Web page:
The summer movie season is winding down, but the dog days (it often seems that "daze" would be equally appropriate in that usage) of August got a cardiac jolt over the weekend with the hugely lucrative release of the hotly anticipated antisuperhero blockbuster Suicide Squad. The movie is about the U.S. government deciding to place certain national security matters in the hands of a team of imprisoned supervillains. These very bad guys, so the thinking goes, will cooperate with the aim of restoring law and order because of implanted security devices that will, not to put too fine a point on it, kill them if they step out of line.
Since we're talking about the world of comic books, naturally, the U.S. government doesn't use this incredible asset for a search-and-destory mission against ISIL militants, say, or perhaps to combat the ruinous machinations of rogue investment bankers. No, the threat that must be countered is from another supervillain, sort of like if Doctor Doom and Doc Ock formed an unholy alliance of non-medical practitioners to take down Lex Luthor. (Did we just cross the streams with that reference? You should never cross the streams.)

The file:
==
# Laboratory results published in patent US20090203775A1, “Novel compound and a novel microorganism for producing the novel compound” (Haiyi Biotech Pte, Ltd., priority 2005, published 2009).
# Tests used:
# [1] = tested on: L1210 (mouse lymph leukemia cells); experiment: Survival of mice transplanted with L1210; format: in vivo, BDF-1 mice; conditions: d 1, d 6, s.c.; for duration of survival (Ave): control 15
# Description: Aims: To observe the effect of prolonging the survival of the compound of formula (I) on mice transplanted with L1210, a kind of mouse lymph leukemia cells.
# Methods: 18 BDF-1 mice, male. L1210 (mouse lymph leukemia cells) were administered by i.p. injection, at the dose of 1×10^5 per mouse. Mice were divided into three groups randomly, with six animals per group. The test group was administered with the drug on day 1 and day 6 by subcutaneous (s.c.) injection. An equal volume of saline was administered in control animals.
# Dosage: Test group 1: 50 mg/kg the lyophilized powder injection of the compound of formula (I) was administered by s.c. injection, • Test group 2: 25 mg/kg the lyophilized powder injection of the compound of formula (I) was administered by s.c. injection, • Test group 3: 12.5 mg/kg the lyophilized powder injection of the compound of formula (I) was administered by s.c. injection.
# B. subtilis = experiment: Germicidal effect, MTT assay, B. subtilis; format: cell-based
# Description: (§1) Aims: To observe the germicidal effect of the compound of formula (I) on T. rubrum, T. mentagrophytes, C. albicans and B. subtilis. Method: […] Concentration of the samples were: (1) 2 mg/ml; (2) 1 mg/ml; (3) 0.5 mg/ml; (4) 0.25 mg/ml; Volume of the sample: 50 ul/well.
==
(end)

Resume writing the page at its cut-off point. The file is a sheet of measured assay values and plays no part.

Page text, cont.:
In the real world, of course, we can't just call up the special supervillain jail every time there's a problem and see whether the work release program is already booked for the week. Particularly when it comes to cybercrime, however, we sometimes expect actual emergency responders to have almost magical superpowers. You can't just zap a security breach and make it vanish, but security professionals are usually asked to, on some level, do just that. And heaven forbid that a cyberthreat should emerge about which the IT department is (gasp!) uninformed.
Still, even if you have the merely human abilities of a thick skin and a nimble mind, then a career in IT security may provide an invigorating (and financially enriching) mix of challenges and rewards. You can start down that path today with TestOut Continuing Education's Security+ courseware. One of the benefits of Security+ certification is that it qualifies you to work for the U.S. Department of Defense. Actually, you can't even apply for most DoD infosec jobs without it.
It turns out, you see, that in the real world, Uncle Sam doesn't call the Belle Reve Penitentiary (or even the Ghostbusters) when there's something bad in the neighborhood. Certified security professionals, it would seem, are much more effective.